This post is part of my January 2012 30 Days of Hot Yoga series. This month I’m taking on a personal challenge to complete 30 sessions of hot yoga at Baptiste Studios in 30 days in celebration of my 30th birthday. Wish me luck!
Following one of the worst sessions ever (see Session 18), I decided to “double-up” on class today and took two sessions in a row. It wasn’t exactly planned, but the idea has in the back of my mind all week.
With a short 2-day trip to D.C. this weekend, I knew it would be difficult to meet my 30 days without falling behind on this commitment. And while this yoga thing is great, I’m not exactly enthusiastic about sacrificing time from my short vacation – which will be spent seeing friends, exhibits, and monuments in Washington DC – for the sake of meeting my ’30-days in a row’ goal.
So when my first practice today was filled with a multitude of distractions caused by neighboring yogis, I told myself I would at least consider taking a second class.
Normally this is a complete impossibility, totally unfathomable, and completely unreasonable to consider. People just don’t do that! Not regular people, anyway. And I am still very much a regular person. I have yet to consider a handstand is a realistic possibility. Balance on my hands with my feet just in the air.. with no one holding my feet?! No. I don’t do that.
In fact, I actively hold myself back. I tell myself I must first master the basics before I can go into anything that advanced. I don’t even give myself the option of considering it. I mean, sure, I’ll play around with the idea when the option is there, but it’s always – “later” or “today is not that day.”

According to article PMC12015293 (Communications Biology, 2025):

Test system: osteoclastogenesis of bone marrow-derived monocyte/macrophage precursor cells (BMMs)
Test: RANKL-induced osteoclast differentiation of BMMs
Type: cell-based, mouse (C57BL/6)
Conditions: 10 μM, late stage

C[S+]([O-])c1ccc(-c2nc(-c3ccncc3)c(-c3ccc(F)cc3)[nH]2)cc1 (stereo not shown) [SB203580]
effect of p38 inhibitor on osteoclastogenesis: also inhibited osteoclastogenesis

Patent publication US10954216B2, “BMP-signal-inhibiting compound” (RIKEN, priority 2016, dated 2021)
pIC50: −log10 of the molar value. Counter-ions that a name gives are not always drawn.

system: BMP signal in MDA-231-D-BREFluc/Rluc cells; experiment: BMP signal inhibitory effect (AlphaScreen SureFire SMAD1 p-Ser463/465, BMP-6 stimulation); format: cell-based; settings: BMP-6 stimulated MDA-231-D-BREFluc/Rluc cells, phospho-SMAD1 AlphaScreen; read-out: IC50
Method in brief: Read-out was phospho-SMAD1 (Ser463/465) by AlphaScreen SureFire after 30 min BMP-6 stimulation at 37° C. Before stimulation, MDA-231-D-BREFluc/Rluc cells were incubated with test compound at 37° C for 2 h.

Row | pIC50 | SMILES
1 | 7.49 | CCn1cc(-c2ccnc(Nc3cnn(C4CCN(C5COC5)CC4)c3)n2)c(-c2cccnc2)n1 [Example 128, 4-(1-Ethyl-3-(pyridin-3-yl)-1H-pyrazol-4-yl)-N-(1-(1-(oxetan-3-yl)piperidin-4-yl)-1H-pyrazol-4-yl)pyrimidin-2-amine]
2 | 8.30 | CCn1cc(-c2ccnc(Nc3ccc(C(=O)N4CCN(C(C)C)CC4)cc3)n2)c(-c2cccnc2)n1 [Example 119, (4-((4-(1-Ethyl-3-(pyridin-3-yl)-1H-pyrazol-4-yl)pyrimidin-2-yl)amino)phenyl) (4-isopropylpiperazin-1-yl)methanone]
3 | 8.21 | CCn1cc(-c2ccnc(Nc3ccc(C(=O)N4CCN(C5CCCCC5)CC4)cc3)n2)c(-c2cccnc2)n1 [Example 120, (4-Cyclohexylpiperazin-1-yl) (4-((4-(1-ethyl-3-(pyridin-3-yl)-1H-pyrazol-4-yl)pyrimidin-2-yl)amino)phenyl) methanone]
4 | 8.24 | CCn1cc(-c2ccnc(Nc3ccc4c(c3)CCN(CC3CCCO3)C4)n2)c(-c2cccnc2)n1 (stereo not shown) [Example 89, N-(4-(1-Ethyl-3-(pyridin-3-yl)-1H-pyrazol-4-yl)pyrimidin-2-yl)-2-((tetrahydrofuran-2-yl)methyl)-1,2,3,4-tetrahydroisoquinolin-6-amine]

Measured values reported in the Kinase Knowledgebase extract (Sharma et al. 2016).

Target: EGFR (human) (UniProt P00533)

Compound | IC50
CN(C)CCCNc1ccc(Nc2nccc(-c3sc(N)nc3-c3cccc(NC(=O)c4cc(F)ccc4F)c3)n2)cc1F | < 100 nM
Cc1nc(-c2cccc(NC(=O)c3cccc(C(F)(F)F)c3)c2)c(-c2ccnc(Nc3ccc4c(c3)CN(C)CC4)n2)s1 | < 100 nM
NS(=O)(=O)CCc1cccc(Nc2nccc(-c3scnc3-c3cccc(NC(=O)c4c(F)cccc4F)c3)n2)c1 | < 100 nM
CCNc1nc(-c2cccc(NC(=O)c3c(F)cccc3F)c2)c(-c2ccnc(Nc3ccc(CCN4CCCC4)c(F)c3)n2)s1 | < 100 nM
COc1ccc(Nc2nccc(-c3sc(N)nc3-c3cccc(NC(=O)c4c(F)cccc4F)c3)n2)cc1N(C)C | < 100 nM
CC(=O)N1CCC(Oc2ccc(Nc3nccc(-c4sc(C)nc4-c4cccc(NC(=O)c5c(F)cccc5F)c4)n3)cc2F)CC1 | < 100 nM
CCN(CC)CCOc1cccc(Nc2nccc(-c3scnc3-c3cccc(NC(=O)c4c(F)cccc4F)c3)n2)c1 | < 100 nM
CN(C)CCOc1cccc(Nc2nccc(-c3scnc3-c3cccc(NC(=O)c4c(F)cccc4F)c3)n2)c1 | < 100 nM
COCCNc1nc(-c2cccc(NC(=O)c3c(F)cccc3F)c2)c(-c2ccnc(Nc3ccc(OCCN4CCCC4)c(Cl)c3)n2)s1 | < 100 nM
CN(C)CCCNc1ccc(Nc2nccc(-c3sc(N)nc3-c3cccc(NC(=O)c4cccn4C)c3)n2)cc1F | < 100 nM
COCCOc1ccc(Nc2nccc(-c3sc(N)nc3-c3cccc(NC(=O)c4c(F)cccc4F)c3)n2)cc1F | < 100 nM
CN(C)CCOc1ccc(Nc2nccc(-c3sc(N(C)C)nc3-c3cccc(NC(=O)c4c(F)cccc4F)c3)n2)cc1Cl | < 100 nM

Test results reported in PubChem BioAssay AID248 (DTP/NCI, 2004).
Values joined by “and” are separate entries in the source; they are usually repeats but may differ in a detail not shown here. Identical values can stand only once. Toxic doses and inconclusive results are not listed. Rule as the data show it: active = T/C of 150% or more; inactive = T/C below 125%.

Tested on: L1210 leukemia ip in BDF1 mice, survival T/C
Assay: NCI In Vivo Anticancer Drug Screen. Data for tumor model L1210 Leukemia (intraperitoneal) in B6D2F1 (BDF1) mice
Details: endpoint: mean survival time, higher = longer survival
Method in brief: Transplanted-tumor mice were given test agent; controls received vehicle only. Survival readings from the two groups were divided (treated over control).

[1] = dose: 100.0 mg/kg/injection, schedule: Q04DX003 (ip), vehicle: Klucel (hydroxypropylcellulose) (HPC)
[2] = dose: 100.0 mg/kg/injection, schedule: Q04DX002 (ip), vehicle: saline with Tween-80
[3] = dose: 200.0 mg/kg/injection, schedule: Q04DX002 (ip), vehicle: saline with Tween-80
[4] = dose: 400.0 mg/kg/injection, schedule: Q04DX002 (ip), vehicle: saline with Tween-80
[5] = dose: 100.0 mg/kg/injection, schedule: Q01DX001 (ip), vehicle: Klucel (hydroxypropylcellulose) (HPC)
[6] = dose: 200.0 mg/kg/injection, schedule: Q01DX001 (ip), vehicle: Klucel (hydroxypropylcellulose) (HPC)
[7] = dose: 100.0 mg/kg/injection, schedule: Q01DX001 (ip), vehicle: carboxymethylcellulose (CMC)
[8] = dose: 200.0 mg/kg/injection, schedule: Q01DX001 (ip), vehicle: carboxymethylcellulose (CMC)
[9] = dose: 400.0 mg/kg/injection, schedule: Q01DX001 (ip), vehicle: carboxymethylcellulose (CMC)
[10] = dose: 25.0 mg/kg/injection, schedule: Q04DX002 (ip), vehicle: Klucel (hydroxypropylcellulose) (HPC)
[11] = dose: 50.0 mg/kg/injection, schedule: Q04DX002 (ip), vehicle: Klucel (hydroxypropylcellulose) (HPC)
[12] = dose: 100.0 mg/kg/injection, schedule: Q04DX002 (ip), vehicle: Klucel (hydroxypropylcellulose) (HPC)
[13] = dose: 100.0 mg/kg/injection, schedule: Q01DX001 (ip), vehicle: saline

But today was about reconciliation. That first practice wasn’t a “real” class because it was filled with bad juju and negative energy. And, besides, the second class is shorter.
So I gave it a try. I moved my mat to a different part of the room (a cooler part!), got myself a coconut water (electrolyte replacement is key here), and gave it a shot. I figured that even if I only did some of the moves, I could probably get through it, even if I couldn’t walk all weekend.
|Molly & I with others in Namawanga, Kenya in 2007|
My friend Molly happened to come to this class. As soon as I saw her it instantly elevated my mood. We chatted for a bit and I admitted how “crazy” I was for doing two classes in a row. When class started I began slowly, easing into each position. I made assumptions about how hard it would be. I warned myself that this could be a really bad idea. And I moved, each time, with no expectations. I was exploring, trying something new, and completely forgiving the limitations of my already sore muscles.
To my surprise, the class was actually not that hard. In fact, I really enjoyed it. I was able to bend deeper, to push myself farther, to really get into each pose far more than normal. Each time we moved into something that was challenging, I surprised myself with the ease in which I took it. And, by the end of class, I had reached total, complete bliss.
|Photo from MLK Jr. Monument in Washington D.C.|
So there you go. I guess it is possible to do nearly 3 hours of straight hot yoga and live to tell about it. And, even better, I have a renewed sense of possibility. Women in the career coaching business will tell you that women often discount themselves when they should be empowered. We assume we can’t make a big career move, can’t try out for the promotion, can’t go on that vacation, can’t have fun while we’re under deadline pressure. But the truth is, that the only person that is telling us that we can’t is ourselves.
And this is a good lesson to start thinking about what we can do. Explore possibilities. Try out something new. See what happens. It may not work out in your favor. Or it may be the best decision you ever made. You won’t know it until you try. And, that, my friends is what really counts in the end.
For more inspiration, read Tara Sophia Mohr’s 10 Rules for Brilliant Women.